Tristan Fehr has a deep interest in science policy, and particularly science communication. As a postdoctoral fellow in neuroscience, Tristan knows how important it is to be able to clearly convey scientific information to the general population. So when a colleague recommended he take a National Science Policy Network Wiki Scientists course, he signed right up.
“I have been looking for forums to share science and policy more publicly than academia’s usual route of writing for scientific audiences in journal publications, which are often limited to people who can reach behind paywalls and translate scientific jargon,” he says. “Writing for Wikipedia offers a chance to share research and policy information with anyone who has access to the internet, and this truly open-source approach really drew me in!”
The NSPN Wiki Scholars course, led by Wiki Education’s Will Kent, met weekly via Zoom for six weeks. Tristan says it gave him insight into best practices for editing Wikipedia, both in terms of policy and culture among the community of Wikipedia contributors.
“When I read articles now, I am more aware of how easy it would be to add to and edit them, and it makes the whole experience feel more alive,” he says. “In many respects Wikipedia is such an obvious choice for public communication of complex topics that I overlooked it as a writing outlet before—but now I know how easy it is to write and edit, it seems definitely like a missed opportunity to not learn how to get involved.”
After all, he says, Wikipedia comes up first on many search engines, so articles serve as primary bridges between subject matter experts and members of the public.
“When expert contributors cultivate a greater understanding of their fields by freely sharing their expertise on Wikipedia, the articles they touch could become key to recruiting future members of their fields, and to increasing taxpayer and policymaker support for their domains,” Tristan says.
Tristan’s academic studies are on the effects of early-life exposures to anesthesia on the brain — so it made sense to him to create Wikipedia’s article on the topic.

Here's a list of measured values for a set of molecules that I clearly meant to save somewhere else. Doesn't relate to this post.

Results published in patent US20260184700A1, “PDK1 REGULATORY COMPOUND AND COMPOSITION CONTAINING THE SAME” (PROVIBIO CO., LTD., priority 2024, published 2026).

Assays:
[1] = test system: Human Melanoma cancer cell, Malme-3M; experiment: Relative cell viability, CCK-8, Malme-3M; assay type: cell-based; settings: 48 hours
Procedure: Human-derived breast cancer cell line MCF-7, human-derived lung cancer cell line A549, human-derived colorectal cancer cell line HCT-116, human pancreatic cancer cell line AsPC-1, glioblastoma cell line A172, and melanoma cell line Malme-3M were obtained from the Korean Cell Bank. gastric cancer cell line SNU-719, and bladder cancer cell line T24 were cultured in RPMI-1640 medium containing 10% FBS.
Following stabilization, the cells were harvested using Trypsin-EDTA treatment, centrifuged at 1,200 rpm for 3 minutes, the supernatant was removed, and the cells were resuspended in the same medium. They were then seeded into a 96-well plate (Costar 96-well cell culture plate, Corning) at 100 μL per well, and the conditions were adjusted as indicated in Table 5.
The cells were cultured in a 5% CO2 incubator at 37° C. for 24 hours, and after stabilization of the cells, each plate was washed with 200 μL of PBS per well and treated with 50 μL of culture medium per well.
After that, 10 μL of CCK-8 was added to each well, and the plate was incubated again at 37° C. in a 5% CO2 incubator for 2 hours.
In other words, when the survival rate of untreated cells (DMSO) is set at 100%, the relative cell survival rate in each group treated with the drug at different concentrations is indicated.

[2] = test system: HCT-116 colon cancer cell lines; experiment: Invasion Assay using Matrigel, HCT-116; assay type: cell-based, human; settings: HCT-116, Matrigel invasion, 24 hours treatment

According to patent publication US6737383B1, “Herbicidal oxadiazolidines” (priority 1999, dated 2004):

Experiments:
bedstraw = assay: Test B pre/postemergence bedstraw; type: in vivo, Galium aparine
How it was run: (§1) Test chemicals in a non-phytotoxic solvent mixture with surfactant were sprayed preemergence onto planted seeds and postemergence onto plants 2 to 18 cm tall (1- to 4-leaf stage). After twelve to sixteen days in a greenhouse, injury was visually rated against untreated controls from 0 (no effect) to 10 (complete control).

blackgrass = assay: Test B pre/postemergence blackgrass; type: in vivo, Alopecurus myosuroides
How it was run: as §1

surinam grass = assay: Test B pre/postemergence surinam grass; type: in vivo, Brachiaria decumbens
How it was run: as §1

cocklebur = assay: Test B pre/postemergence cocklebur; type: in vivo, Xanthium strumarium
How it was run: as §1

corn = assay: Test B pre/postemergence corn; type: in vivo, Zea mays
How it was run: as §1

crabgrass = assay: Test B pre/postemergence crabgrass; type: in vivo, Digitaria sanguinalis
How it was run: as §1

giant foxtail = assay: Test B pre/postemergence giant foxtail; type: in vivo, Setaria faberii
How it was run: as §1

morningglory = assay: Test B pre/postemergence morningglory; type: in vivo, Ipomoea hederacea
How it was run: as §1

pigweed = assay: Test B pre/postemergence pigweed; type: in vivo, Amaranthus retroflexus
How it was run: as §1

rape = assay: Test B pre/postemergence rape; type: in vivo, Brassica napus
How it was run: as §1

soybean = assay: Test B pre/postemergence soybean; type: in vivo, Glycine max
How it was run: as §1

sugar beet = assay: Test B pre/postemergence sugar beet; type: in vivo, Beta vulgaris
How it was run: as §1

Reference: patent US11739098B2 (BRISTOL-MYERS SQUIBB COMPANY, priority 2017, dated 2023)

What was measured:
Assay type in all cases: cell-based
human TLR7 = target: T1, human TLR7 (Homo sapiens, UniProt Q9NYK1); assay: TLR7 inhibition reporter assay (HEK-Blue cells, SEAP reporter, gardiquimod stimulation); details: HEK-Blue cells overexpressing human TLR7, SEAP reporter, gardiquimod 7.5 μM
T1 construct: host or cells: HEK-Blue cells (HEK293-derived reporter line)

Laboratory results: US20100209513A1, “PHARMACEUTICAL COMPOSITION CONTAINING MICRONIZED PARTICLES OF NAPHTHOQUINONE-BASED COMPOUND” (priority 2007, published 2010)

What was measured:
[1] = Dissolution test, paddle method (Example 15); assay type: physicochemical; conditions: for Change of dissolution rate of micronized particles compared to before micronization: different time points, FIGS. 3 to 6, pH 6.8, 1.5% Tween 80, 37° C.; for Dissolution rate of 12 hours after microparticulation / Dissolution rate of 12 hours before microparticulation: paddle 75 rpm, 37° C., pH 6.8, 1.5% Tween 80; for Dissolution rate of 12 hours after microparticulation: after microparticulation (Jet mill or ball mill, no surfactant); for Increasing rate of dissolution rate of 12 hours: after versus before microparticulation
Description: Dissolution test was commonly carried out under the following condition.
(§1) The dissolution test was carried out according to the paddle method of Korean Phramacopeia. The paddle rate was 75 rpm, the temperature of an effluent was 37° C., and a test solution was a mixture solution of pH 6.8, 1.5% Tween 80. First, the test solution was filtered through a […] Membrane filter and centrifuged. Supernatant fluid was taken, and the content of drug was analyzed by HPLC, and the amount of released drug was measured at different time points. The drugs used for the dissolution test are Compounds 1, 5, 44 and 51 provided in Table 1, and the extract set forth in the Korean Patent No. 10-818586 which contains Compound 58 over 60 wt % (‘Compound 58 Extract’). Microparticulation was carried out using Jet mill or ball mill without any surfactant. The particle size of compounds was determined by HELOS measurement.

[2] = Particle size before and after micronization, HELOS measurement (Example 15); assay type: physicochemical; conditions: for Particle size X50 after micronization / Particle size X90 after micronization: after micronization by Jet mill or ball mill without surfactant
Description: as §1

“When I was deciding how I wanted to contribute early in the course, I started by looking at the pages for different general anesthetics. Although several decades of research and a policy recommendation exist related to how anesthetics can impact the brain and behavior when given in early life, I was surprised that pages for individual anesthetics either didn’t include this information, or only had out of date references. Rather than adding the same information across 8-10 articles, I decided to write a new umbrella article that could bridge all of them,” Tristan explains. “I have been immersed in this literature for years, which made it a lot easier to write from a place of familiarity.”
Tristan loved the speed of publishing. In comparison to academic journals, where publishing takes months or years, Wikipedia’s ability to reach people nearly immediately is “intoxicating”, he says. Tristan also enjoyed seeing other Wikipedia editors engage with the article he started, making edits to improve the article.
He hopes to carve out some time each week to keep editing. Initially, Tristan plans to add more wikilinks to make his article more accessible across other Wikipedia articles. Then he plans to tackle some of his other interest areas, such as translational ecology, to help bridge gaps in policy awareness.
“Being part of the Wiki Scientists course was a blast, and I am incredibly grateful to the National Science Policy Network and Wiki Education for making the opportunity possible!” Tristan says. “Through this experience I have also seen what a useful tool Wikipedia can be for honing science communication skills, and for increasing public engagement within the policy sphere by making otherwise esoteric topics tangible, relatable, and clear. Not only does writing for a broader audience help me build transferable skills of engaging across stakeholders, but it will hopefully help others adjacent or interested in my field to have a better understanding to guide their decisions, too.”
Interested in hosting a course like the NSPN course Tristan took? Visit partner.wikiedu.org.
Image credits: Illustrated by Jasmina El Bouamraoui and Karabo Poppy Moletsane, CC0, via Wikimedia Commons; Nebs642, CC BY-SA 4.0, via Wikimedia Commons